The best way to do this would be to look at energy expenditure.  For
instance, if I am burning 4 kcals/min cycling and running is there a
difference in HR?  Or if I am riding and using 3.0 L/min of O2 and running
at that same intensity, what is the HR.

Quote:

> > I'm
> > pretty sure it has to do with moving a much larger mass with many more
> > muscle groups involved when running.

> It has more to do with physiological adaptation.  A trained cyclist
> will achieve a higher cycling HRmax than running, a trained runner will
> achieve a higher running HRmax than cycling (as will an untrained
> person) and an elite level triathlete should measure about the same.

        A cyclist will get pretty close to the same HRmax on both (at least
that has been my experience).  However, a runner will not get the same
values (cycling typically lower) since the legs will give out before the
cardiorespiratory system will.
        In terms of elite, HRmax is about the same on the two modes since
they spend a lot of time training both.  (this observation from personal
experience in testing and reviewing the lab results of about 100 VO2max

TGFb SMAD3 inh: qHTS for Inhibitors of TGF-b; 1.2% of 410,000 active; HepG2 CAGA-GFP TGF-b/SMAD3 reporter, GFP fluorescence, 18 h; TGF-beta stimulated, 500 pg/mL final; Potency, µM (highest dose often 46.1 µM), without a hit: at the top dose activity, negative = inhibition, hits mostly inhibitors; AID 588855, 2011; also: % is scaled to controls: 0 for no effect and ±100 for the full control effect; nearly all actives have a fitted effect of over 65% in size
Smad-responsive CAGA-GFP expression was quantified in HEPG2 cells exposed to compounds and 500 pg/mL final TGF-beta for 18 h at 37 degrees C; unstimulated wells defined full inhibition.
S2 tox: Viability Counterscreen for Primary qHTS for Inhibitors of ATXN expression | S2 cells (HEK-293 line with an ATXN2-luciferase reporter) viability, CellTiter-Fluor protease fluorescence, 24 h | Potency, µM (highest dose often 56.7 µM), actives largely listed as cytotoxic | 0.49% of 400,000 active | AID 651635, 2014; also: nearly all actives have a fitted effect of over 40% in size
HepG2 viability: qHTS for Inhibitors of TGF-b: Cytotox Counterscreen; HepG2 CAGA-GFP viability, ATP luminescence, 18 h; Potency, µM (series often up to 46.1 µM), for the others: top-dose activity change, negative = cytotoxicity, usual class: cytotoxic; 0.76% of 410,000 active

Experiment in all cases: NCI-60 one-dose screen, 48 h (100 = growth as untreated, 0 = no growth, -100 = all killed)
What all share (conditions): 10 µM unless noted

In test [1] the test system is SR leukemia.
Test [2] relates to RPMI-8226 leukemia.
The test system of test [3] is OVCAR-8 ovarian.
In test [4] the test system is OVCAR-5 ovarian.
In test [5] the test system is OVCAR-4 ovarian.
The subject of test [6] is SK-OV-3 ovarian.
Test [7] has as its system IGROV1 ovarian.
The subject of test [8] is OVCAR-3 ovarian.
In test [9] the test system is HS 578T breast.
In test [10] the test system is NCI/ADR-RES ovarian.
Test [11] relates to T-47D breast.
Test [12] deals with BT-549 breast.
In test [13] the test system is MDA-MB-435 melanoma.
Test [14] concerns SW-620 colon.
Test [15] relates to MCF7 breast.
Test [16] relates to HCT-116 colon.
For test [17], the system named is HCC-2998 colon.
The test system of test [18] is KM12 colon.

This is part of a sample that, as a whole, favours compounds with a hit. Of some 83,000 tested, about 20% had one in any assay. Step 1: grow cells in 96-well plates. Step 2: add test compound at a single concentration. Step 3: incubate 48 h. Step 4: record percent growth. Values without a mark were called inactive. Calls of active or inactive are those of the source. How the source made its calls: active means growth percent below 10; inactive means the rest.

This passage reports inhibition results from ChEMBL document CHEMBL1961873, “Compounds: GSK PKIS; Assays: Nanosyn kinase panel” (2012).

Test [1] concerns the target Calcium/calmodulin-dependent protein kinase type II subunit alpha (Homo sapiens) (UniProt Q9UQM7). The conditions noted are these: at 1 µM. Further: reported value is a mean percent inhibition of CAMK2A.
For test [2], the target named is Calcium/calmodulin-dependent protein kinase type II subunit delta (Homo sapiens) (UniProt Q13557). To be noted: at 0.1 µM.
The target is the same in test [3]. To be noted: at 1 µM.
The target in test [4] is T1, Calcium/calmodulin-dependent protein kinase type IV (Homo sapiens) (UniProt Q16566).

tests on top level triathletes.
Quote:
> --
> Cheers,
> Doug Fuller

> Sent via Deja.com
> http://www.deja.com/

 
 
 

Running heart rate-vs-Cycling heart rate

Post by Todd Saude » Thu, 25 Jan 2001 07:57:35

Funny, everything I have ever read, including The Triathletes Training Bible
says that cycling HRmax will be lower than running HRmax, and swimming even
lower.  The theory, as I understand it, is that running uses the most muscle
mass to move the body, hence the sympathetic response of the heart is
greatest (i.e. the more *** you can get pumping in the muscles, the faster
the heart rate).  On the bike you use primarily the leg muscles, which can
only move so much *** thus limiting your HRmax.  Of course, I understand
that if you are a very skilled cyclist that you would be maximizing power
output and could get a higher heart rate than your running rate IF you were
an unskilled runner and not able to push yourself to your greatest exertion.
On the other hand, an elite cyclist and runner SHOULD have different HRmaxes
in each sport because along with increased power output comes increased
efficiency.  When cycling, this athlete should be able to concentrate almost
all of his power production from his legs, taking most upper body muscles
out of play.  But when running he generates additional power from his upper
body, thus involving more muscle mass, and thus driving his HRmax higher